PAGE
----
FOXBOROUGH, Mass. (AP) — The choreographed movements of the handshake Mac Jones and Damien Harris share before every practice are fast and hard to decipher.
It begins with a quick grasp of hands and touch of the fingertips, followed by two palm slaps. Then comes a dancing shimmy and flex, ending with both men angling their arms downward in a sort of modified salute.
It's a special greeting reserved just for the two of them — a small carryover of the bond that first began when they were college teammates at Alabama and revived when they were reunited in New England this summer after Jones was selected 15th overall by New England in April's draft.
Harris marked that occasion with a tweet that night, sharing a video of the pair sharing one of their signature handshakes during their Crimson Tide days.
"We just created it when I was young," Jones said this week. "When I got here, he was extremely excited, and I was too because that's one of the people that is one of my closest friends."
The duo has leaned on each other this week coming off the Patriots' 17-16 season-opening loss to Miami. While it ruined a solid first career start for Jones, it was especially biting for the second-year Harris, whose fourth career 100-yard rushing game was marred by his costly fumble in the fourth quarter with New England driving for a go-ahead score. Miami recovered and was able to run out the clock.
In his short time in the NFL, Jones said Harris has been one of the first guys to pick him up when he's sensed Jones was struggling. This week, the roles have been reversed as the Patriots prepare for their first road matchup of the season against the Jets on Sunday.
Prior to Sunday's loss, the Patriots had only one four-fumble game since 2018.
After the loss Harris acknowledged his mishap, adding that he's "not going to let this mistake define me."
Jones said it's the kind of accountability he has come to expect from his friend.
"He's a thick-skinned guy, but he's hard on himself. Just like me and a lot of the other guys on our team," Jones said. "I feel like there's a lot of perfectionists on our team, so yeah. Damien's hard himself. But today he's running the ball hard and doing exactly what he's supposed to do, so that's about what you expect out of him."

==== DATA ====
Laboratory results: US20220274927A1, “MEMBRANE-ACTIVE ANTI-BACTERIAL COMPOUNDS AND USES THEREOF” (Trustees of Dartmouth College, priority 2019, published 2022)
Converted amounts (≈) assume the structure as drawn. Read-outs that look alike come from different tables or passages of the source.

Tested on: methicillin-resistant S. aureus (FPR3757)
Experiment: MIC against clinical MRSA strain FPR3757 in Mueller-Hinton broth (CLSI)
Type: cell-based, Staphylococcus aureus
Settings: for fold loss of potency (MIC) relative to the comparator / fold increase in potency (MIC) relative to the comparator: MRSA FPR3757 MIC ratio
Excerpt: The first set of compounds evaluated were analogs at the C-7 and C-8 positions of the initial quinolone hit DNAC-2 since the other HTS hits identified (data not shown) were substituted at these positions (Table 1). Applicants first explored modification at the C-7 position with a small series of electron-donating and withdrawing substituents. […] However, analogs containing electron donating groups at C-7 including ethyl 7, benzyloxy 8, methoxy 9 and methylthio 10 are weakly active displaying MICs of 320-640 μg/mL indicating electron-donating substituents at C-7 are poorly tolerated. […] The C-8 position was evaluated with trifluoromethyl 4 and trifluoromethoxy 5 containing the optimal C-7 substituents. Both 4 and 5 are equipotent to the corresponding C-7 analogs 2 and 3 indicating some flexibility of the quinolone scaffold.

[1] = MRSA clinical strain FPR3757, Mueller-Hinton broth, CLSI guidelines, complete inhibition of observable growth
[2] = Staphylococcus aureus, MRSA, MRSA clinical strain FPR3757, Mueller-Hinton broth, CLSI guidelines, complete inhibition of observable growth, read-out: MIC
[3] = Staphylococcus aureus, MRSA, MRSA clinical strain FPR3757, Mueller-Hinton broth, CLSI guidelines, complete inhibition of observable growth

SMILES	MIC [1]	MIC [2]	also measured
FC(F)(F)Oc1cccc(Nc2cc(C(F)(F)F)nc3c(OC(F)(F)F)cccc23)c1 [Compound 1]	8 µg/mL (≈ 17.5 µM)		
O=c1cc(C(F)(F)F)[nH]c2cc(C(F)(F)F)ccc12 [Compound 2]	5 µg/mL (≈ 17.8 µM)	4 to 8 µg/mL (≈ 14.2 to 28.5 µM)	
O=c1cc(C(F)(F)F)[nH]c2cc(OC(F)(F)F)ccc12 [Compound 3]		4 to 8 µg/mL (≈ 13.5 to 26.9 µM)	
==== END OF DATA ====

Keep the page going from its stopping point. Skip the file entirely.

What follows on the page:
Those expectations extend throughout the Patriots' locker room.
"For Damien, that stings, man. That stings like a son of a gun," running backs coach Ivan Fears said. "The whole team is sitting there ... all their faith is in you. And he's had to ride with that. He's had to deal with that. I'll tell you, he's the kind of guy that'll come out all right."
Coincidence or not, one of the Patriots' first drills in practice at the start of the week was on ball security. It was less of a knock on Harris, as a reminder to everyone that details matter.
"I think it's definitely necessary," receiver Jakobi Meyers said. "It's not really an elephant in the room, we all know we fumbled a good amount of times. It's our responsibility as a team to go out there and fix it."
Running back James White said it's always been part of their practice routine, but that the sense of urgency has been dialed up.
"It will make guys better," he said. "I think it's going to be at the forefront of everybody's mind. When we're all running with the football we should protect it, because that's what all defensive coaches are going to be preaching now."
In the meantime, Jones said he's taking it upon himself to ensure Harris knows he still has the full confidence of his teammates.
"Hopefully we can just continue on our journey together and go through the ups and downs together," Jones said. "Whenever he ever feels like I'm down or something, he always comes over and is just, 'Hey, you're good. Let's go.' That's how he is, and that's how a lot of guys on our team are, and that's why a lot of people love Damien."